So before letting go of our negative beliefs, it’s good to understand why we held on to them. The ability to recognize it and acknowledge it helps us let go of it fully and in a healthy way, without shame, guilt or resentment. It allows us to respect ourselves and keep our dignity. It helps us feel compassion for what it took for us to endure and survive our struggles when we didn’t know how to deal with them better.


We always do the best we can with the resources and knowledge available to us at the moment. Remembering this will not only help us avoid judging ourselves for past choices, but it will also give us hope for the future. As you’re learning new possibilities to respond and behave, you’ll have more tools at your disposal and options to choose from.


Step 4

Gratitude and forgiveness


Once we acknowledge our toxic beliefs’ role in our lives, we can thank them for serving us. Then, admitting that they can’t help us in any meaningful way anymore, we let them become a part of the past. Just like when Marie Kondo lets go of the items that no longer serve their purpose. She’s right in saying that sometimes the purpose of something is only to teach us what we don’t like or need.


A part of the letting-go process is also forgiveness. In this case, not forgiving the abuser, but ourselves. The behavior or belief we held might have been created by the necessity to cope with hurt, or it could have been inherited from our parents before we could make a conscious choice whether we wanted to accept it or not. Either way, it wasn’t our fault that we had them, but it’s our responsibility now to decide what to do about it.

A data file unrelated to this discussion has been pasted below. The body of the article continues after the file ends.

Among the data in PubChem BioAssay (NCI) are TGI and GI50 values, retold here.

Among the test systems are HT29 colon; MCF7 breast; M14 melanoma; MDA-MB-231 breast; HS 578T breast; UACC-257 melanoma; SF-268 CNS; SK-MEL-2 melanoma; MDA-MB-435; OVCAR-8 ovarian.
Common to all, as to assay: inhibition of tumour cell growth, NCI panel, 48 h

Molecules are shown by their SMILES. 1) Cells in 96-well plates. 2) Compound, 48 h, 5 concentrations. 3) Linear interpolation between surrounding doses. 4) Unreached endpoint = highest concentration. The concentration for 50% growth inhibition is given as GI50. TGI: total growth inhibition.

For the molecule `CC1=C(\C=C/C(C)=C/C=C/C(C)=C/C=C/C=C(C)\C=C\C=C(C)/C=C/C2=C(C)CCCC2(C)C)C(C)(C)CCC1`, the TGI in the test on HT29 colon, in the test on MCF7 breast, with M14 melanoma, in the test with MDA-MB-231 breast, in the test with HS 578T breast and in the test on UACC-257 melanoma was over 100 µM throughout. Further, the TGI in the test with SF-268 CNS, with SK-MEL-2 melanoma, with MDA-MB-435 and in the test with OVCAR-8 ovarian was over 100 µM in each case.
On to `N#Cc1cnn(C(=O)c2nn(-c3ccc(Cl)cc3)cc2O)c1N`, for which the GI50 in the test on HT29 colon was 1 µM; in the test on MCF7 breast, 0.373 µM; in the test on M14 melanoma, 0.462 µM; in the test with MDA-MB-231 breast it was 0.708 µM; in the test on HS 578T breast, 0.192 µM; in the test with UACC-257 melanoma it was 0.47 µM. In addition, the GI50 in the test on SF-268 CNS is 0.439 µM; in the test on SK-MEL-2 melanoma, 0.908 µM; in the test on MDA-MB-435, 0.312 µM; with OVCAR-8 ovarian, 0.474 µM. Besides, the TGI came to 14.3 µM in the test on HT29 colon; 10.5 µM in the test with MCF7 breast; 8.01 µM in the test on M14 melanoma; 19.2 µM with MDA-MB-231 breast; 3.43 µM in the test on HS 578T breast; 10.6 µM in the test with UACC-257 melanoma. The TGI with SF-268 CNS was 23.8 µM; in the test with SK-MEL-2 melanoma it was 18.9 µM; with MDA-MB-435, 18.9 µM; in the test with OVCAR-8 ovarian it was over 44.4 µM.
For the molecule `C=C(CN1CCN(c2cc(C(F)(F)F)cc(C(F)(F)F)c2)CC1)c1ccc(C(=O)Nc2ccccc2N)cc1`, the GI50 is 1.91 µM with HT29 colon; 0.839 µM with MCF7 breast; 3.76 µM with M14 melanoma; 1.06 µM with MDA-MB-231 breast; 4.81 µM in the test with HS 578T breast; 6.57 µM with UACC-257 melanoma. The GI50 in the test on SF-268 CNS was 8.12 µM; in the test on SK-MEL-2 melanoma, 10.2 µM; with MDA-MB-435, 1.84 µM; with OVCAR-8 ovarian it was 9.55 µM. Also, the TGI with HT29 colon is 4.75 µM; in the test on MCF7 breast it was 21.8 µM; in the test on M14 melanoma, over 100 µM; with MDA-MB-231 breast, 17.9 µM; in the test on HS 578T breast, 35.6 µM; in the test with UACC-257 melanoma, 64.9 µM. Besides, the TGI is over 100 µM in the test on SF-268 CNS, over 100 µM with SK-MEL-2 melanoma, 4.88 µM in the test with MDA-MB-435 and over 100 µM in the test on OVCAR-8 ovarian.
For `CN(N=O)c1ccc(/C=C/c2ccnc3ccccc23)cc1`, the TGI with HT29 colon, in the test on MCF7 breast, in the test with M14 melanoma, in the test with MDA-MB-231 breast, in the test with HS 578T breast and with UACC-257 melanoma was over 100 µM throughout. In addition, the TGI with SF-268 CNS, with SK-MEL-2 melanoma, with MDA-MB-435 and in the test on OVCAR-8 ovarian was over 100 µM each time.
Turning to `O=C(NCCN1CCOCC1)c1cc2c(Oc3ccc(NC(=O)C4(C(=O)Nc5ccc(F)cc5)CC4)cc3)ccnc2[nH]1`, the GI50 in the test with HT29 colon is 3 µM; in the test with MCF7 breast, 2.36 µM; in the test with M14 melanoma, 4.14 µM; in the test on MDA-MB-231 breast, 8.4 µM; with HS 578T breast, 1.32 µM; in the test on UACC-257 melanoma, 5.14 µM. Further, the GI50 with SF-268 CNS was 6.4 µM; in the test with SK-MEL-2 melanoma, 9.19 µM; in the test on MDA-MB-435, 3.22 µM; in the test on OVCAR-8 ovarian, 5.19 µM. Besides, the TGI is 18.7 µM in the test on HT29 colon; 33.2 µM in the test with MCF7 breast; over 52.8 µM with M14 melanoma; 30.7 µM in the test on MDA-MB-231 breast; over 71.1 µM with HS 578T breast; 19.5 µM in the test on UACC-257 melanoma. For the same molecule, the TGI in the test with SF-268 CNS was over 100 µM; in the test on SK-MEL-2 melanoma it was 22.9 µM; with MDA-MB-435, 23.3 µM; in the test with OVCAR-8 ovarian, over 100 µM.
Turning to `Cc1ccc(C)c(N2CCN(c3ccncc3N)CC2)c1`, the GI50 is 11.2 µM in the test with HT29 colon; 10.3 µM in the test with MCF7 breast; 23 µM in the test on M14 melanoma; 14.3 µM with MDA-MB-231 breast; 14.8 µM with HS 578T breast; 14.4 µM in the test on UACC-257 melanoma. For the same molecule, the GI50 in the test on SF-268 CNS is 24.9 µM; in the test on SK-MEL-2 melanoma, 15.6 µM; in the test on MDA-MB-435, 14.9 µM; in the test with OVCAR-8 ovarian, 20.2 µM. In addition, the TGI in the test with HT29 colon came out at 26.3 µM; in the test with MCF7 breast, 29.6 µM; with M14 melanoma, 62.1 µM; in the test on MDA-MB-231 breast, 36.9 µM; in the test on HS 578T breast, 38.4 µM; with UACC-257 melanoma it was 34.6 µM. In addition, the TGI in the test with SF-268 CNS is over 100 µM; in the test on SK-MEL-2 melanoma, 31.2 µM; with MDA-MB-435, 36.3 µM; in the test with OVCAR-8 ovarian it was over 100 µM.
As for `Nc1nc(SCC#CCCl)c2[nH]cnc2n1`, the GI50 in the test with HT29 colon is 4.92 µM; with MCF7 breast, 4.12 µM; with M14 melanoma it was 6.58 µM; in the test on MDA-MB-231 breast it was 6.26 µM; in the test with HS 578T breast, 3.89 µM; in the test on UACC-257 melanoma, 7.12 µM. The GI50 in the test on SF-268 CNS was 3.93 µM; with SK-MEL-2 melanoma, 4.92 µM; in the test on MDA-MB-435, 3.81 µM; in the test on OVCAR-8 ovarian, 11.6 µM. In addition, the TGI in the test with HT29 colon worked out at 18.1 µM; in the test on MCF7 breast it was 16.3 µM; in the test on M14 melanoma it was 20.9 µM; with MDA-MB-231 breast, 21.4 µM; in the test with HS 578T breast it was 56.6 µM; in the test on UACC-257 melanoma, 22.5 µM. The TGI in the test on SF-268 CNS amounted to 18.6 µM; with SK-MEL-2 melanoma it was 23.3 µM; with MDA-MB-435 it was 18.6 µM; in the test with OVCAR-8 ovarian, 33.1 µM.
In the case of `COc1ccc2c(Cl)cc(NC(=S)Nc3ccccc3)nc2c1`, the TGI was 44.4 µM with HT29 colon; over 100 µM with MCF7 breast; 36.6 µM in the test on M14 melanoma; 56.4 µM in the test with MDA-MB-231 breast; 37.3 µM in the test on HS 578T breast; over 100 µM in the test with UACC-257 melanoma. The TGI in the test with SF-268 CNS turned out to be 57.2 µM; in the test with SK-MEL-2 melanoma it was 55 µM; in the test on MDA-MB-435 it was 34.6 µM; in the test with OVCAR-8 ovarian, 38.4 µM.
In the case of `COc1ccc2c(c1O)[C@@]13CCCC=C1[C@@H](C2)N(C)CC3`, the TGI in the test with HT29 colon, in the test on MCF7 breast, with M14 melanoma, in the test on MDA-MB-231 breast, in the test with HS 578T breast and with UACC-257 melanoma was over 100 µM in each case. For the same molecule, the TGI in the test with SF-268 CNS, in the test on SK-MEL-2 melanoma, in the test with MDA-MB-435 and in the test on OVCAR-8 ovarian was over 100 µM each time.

That being said, since we were the ones, consciously or not, acting on those beliefs, we need our own forgiveness. And you know how it goes – to receive forgiveness, we need to take responsibility for what we did and apologize first. Yes, I mean we need to tell ourselves we’re sorry.


In your healing journal, you can write yourself a letter with an apology, but do it from a place of dignity and self-respect.


It can start like this: ‘I know that the beliefs that I held were formed without my conscious consent and that they served my survival. I know that I wasn’t the one who was doing the abuse to me, but as I’m growing in awareness and maturity right now, I can acknowledge the role some of these beliefs and choices played in my life. Admitting my part of the responsibility, at the same time, I realize my agency, which is an empowering act because as long as there is something in any given situation that is up to me – I have a say in it, and I am also in control. That means that I am freeing myself and no longer have to be a victim. That’s why I am in power to apologize to myself for holding on to the beliefs. I understand that although it was the abuser who inflicted the pain I have experienced, my beliefs and choices unconsciously resulted in me tolerating this situation for too long. If I can have the strength to take full responsibility for my own decisions and actions, I empower myself to be the only one in control of any of them in the future.